Mind metaphysics, or positive thinking, is a fascinating and mysterious field of personal exploration and inquiry. The guiding principle and basic tenet of mind metaphysics is that thoughts are causative, i.e. thoughts — those intangible acts of cognition, attention and intention — can actually shape reality and the material world in accordance with our wishes and desires. With roots in ancient Hermetic traditions, this profound idea made its way into culture, though not without resistance, via the New Thought and Human Potential movements, and more recently, Positive Psychology, as well as myriad incarnations in business motivation and the self-help industry.
The latest noteworthy work on the contemporary metaphysical scene, already hailed as a modern classic, is The Miracle Club, How Thoughts Become Reality by Mitch Horowitz.
A longtime Boing Boing pal, Horowitz is among the most articulate and authoritative voices in the fields of alternative spirituality, occult and esoteric history. He has curated and authored dozens of books, such as the fundamental Occult America: The Secret History of How Mysticism Shaped Our Nation, and One Simple Idea: How the Lessons of Positive Thinking Can Transform Your Life.
The Miracle Club is part memoir, part historical map, part "operating manual" for manifesting your true will and your heart's desires. The promise of the book is pretty simple: you can make miracles happen. There's a catch though: miracles ain't free — there is work to do.
Grounding his reflections in personal history and a life of experimentation, Horowitz comes across as the real deal: he is an authentic "adept mind" and he knows his stuff. Moreover, endowed with a deep and wide knowledge of the terrain, Horowitz is able to present the essential lineage of modern thinkers who shaped our present understanding of mind metaphysics.
Last but not least, Horowitz has curated an intellectually rigorous guide for the willing practitioner: a collection of tools and ideas to make, quite literally, miracles happen. You don't have to believe, just follow his invitation to the fringes of reason, and experiment with the ideas offered. As Horowitz says:
I believe that thinking, in a direct, highly focused, and emotively charged manner, expands our capacity to perceive and concretize events, and relates us to a nontactile field of existence that surpasses ordinarily perceived boundaries of time and thought. This outlook is less a personal doctrine than a line of experimentation.
Let's pause a bit on this crucial point. Does the mind actually affect and influence reality? This question calls into focus the very notion of what reality is, at its most fundamental level. Is reality matter, energy, spirit, divine intention, nature? Or some combination of the above? According to Horowitz, the mind indeed has creative agency, but its workings are just one thread — a meaningful one — in a tangled web of accidental, biological, natural, and psychological forces.
We live under the accidents of fortune, illness, forces of nature, traumas of the past, and on the waves of relationships with others, who may possess conflicting needs and aims. These are lawful facts of life. But the mind also wields a shade of influence — it is an influence that we don't fully understand, but one that is accorded steadily greater credibility by generations of study in medicine, psychology, biology, and the physical sciences.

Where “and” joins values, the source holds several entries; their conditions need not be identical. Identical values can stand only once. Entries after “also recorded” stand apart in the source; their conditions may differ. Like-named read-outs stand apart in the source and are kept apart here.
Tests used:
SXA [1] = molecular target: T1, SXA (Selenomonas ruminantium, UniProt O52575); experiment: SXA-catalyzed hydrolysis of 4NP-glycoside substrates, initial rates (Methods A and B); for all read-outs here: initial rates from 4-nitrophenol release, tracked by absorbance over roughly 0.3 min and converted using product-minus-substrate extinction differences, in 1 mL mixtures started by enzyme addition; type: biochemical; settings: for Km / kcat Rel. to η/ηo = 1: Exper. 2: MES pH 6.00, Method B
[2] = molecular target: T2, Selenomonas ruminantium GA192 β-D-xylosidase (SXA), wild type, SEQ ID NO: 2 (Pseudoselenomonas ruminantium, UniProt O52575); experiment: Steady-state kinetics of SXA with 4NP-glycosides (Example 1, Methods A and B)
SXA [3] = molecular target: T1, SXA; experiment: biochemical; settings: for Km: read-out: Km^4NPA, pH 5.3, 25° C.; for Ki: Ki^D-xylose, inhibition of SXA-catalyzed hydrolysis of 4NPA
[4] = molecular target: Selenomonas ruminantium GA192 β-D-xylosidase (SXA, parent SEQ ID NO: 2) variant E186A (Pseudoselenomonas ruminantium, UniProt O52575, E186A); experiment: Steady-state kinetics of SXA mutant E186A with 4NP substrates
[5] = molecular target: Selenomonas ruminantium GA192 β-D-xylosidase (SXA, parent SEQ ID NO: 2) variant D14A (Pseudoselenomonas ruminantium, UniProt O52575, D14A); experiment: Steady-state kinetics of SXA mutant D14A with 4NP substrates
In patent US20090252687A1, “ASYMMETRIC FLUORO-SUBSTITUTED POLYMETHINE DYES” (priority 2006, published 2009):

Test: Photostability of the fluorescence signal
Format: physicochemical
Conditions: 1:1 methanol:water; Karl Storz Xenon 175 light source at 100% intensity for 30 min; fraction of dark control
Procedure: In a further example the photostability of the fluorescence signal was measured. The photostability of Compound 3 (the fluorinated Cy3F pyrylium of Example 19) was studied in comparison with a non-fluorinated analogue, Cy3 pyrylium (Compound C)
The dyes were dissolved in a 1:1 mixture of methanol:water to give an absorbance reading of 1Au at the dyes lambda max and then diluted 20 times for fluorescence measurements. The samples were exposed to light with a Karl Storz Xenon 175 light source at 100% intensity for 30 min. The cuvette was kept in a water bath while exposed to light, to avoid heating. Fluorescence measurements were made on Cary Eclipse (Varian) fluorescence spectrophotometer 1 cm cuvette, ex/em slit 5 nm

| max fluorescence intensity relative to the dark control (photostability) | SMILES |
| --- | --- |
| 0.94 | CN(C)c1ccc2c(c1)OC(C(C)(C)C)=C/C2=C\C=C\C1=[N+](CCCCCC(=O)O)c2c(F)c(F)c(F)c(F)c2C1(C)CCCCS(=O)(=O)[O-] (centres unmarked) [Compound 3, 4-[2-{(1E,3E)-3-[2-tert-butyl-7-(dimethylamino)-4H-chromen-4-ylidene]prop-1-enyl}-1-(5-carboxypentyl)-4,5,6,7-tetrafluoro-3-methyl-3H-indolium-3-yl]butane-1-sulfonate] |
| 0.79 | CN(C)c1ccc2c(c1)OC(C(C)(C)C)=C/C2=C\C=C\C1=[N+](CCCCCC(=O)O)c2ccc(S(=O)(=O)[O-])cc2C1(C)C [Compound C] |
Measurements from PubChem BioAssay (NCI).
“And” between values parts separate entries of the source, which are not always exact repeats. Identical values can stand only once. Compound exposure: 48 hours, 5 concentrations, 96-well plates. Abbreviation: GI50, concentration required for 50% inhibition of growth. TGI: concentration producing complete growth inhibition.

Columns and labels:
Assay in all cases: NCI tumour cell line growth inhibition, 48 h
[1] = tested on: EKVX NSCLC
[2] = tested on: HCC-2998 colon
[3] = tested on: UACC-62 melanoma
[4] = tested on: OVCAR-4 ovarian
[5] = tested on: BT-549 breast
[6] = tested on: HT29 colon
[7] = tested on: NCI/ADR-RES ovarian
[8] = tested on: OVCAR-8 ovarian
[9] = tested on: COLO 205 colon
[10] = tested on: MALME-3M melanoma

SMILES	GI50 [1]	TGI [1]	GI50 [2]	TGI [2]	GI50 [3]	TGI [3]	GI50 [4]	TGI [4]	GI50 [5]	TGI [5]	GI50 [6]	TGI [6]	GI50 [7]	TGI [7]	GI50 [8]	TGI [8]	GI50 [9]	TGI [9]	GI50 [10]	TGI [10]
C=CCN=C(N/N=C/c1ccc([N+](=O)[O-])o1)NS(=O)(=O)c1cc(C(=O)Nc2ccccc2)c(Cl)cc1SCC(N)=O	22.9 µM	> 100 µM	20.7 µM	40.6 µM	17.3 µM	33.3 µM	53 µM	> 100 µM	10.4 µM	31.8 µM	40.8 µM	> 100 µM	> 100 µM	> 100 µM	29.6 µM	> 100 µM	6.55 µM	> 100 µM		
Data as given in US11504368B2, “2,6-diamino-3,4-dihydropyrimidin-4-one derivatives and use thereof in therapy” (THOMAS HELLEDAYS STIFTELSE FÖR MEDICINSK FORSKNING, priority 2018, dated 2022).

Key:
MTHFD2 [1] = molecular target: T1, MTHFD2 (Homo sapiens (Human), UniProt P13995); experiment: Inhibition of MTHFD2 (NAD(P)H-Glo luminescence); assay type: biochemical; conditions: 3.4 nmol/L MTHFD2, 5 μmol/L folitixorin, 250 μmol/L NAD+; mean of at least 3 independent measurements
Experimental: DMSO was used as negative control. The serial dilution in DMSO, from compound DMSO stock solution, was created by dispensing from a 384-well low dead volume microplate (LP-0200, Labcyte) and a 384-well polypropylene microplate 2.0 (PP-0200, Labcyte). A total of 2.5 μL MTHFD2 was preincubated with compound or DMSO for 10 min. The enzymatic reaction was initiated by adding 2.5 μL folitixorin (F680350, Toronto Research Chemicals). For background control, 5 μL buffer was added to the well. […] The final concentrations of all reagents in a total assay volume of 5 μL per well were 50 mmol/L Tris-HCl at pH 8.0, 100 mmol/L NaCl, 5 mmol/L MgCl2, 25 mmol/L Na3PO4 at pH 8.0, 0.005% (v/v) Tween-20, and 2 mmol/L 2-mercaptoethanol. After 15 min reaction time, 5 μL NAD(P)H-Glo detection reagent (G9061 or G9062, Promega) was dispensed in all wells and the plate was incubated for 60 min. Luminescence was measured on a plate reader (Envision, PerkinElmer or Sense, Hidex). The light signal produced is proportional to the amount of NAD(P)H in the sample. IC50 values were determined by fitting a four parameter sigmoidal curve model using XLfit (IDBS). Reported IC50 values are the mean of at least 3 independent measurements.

This is an undoubtedly labyrinthine and thorny philosophically playground, but what if we are actually co-creators of our own reality? What if our thoughts play a greater role in shaping our experiences and circumstances than is generally acknowledged? What if there are human capacities, still little understood, for affecting the world in a manner beyond our current understanding of physics? The persistent scientific skepticism over mind's effect on matter is often based on outdated assumptions about the nature of reality itself. Simply the fact of acknowledging and clearly describing unusual aspects of reality can encourage a renewed and fresh psychological experience of these possibilities. It's as if our intellectual and social practices "switch on" and "switch off" a set of latent universal human potentials.
I argue that we can pierce the thin veil that separates mental and spiritual experience, thus using our minds not only as tools of cognition and motor function but as instruments of navigation into higher, unseen realms of psychology and cause and effect. We may be unable to see, describe, or fully identify these other spheres of existence — but their impact is palpably felt in our lives.
So just give these ideas a try. Experiment with the capacities of your mind, and see for yourself what happens. And if you experience results: go and tell other people. That's the game.
What do I personally believe of all this jazz? As a practitioner of mind metaphysics techniques myself — and having decided to write the praise for this book in the first place — my own beliefs are summed up by the lovely, suggestive rhymes of author Henry Van Dyke:
I hold it true that thoughts are things;
They’re endowed with bodies and breath and wings;
And that we send them forth to fill
The world with good results, or ill.